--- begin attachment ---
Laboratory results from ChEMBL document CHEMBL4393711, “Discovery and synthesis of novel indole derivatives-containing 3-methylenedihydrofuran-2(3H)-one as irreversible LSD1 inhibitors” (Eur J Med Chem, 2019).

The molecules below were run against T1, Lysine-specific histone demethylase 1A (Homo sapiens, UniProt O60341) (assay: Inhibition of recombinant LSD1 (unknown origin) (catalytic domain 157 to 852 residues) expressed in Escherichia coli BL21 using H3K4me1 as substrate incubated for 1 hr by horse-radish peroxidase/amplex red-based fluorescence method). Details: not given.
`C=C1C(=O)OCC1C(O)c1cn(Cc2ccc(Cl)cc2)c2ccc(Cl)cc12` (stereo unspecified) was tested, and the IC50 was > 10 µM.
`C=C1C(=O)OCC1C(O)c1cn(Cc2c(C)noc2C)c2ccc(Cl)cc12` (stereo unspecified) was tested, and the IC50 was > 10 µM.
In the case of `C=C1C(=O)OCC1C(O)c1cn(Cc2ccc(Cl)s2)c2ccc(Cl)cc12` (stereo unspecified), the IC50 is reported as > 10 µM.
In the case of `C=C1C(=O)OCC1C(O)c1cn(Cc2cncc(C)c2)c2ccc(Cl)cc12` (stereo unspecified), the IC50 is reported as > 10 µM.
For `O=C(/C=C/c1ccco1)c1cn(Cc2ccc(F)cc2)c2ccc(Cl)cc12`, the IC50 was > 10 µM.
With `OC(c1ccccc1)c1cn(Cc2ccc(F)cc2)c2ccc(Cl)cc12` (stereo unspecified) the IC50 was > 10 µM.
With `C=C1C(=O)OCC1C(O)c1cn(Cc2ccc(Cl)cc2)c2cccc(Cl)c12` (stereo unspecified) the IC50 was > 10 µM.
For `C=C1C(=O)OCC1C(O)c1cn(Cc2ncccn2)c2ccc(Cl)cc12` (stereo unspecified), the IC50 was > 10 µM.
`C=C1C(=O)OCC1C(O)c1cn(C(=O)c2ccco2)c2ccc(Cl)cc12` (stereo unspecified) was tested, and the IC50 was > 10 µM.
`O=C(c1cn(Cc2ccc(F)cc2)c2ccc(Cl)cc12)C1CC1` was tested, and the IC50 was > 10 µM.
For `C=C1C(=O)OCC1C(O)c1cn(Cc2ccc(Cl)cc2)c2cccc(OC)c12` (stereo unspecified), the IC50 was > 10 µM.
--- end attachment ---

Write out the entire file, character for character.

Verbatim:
Laboratory results from ChEMBL document CHEMBL4393711, “Discovery and synthesis of novel indole derivatives-containing 3-methylenedihydrofuran-2(3H)-one as irreversible LSD1 inhibitors” (Eur J Med Chem, 2019).

The molecules below were run against T1, Lysine-specific histone demethylase 1A (Homo sapiens, UniProt O60341) (assay: Inhibition of recombinant LSD1 (unknown origin) (catalytic domain 157 to 852 residues) expressed in Escherichia coli BL21 using H3K4me1 as substrate incubated for 1 hr by horse-radish peroxidase/amplex red-based fluorescence method). Details: not given.
`C=C1C(=O)OCC1C(O)c1cn(Cc2ccc(Cl)cc2)c2ccc(Cl)cc12` (stereo unspecified) was tested, and the IC50 was > 10 µM.
`C=C1C(=O)OCC1C(O)c1cn(Cc2c(C)noc2C)c2ccc(Cl)cc12` (stereo unspecified) was tested, and the IC50 was > 10 µM.
In the case of `C=C1C(=O)OCC1C(O)c1cn(Cc2ccc(Cl)s2)c2ccc(Cl)cc12` (stereo unspecified), the IC50 is reported as > 10 µM.
In the case of `C=C1C(=O)OCC1C(O)c1cn(Cc2cncc(C)c2)c2ccc(Cl)cc12` (stereo unspecified), the IC50 is reported as > 10 µM.
For `O=C(/C=C/c1ccco1)c1cn(Cc2ccc(F)cc2)c2ccc(Cl)cc12`, the IC50 was > 10 µM.
With `OC(c1ccccc1)c1cn(Cc2ccc(F)cc2)c2ccc(Cl)cc12` (stereo unspecified) the IC50 was > 10 µM.
With `C=C1C(=O)OCC1C(O)c1cn(Cc2ccc(Cl)cc2)c2cccc(Cl)c12` (stereo unspecified) the IC50 was > 10 µM.
For `C=C1C(=O)OCC1C(O)c1cn(Cc2ncccn2)c2ccc(Cl)cc12` (stereo unspecified), the IC50 was > 10 µM.
`C=C1C(=O)OCC1C(O)c1cn(C(=O)c2ccco2)c2ccc(Cl)cc12` (stereo unspecified) was tested, and the IC50 was > 10 µM.
`O=C(c1cn(Cc2ccc(F)cc2)c2ccc(Cl)cc12)C1CC1` was tested, and the IC50 was > 10 µM.
For `C=C1C(=O)OCC1C(O)c1cn(Cc2ccc(Cl)cc2)c2cccc(OC)c12` (stereo unspecified), the IC50 was > 10 µM.